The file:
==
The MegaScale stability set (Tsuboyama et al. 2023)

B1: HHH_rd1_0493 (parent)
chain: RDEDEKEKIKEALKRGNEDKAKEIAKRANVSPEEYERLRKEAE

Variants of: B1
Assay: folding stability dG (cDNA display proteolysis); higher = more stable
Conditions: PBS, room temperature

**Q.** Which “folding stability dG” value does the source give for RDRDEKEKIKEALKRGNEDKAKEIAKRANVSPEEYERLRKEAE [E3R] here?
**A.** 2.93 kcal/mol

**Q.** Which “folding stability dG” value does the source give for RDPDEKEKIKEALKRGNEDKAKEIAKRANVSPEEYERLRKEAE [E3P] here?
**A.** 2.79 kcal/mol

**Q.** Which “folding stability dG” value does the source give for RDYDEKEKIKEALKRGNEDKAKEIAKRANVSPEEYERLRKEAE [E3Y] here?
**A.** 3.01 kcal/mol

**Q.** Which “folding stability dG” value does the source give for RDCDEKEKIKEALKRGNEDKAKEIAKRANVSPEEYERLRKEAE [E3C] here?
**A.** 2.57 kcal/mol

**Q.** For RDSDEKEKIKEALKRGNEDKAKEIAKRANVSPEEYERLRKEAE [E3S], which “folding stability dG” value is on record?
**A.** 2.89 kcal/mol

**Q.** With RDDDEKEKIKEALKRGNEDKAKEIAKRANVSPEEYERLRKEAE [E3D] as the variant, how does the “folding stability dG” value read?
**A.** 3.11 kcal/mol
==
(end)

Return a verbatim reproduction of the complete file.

The MegaScale stability set (Tsuboyama et al. 2023)

B1: HHH_rd1_0493 (parent)
chain: RDEDEKEKIKEALKRGNEDKAKEIAKRANVSPEEYERLRKEAE

Variants of: B1
Assay: folding stability dG (cDNA display proteolysis); higher = more stable
Conditions: PBS, room temperature

**Q.** Which “folding stability dG” value does the source give for RDRDEKEKIKEALKRGNEDKAKEIAKRANVSPEEYERLRKEAE [E3R] here?
**A.** 2.93 kcal/mol

**Q.** Which “folding stability dG” value does the source give for RDPDEKEKIKEALKRGNEDKAKEIAKRANVSPEEYERLRKEAE [E3P] here?
**A.** 2.79 kcal/mol

**Q.** Which “folding stability dG” value does the source give for RDYDEKEKIKEALKRGNEDKAKEIAKRANVSPEEYERLRKEAE [E3Y] here?
**A.** 3.01 kcal/mol

**Q.** Which “folding stability dG” value does the source give for RDCDEKEKIKEALKRGNEDKAKEIAKRANVSPEEYERLRKEAE [E3C] here?
**A.** 2.57 kcal/mol

**Q.** For RDSDEKEKIKEALKRGNEDKAKEIAKRANVSPEEYERLRKEAE [E3S], which “folding stability dG” value is on record?
**A.** 2.89 kcal/mol

**Q.** With RDDDEKEKIKEALKRGNEDKAKEIAKRANVSPEEYERLRKEAE [E3D] as the variant, how does the “folding stability dG” value read?
**A.** 3.11 kcal/mol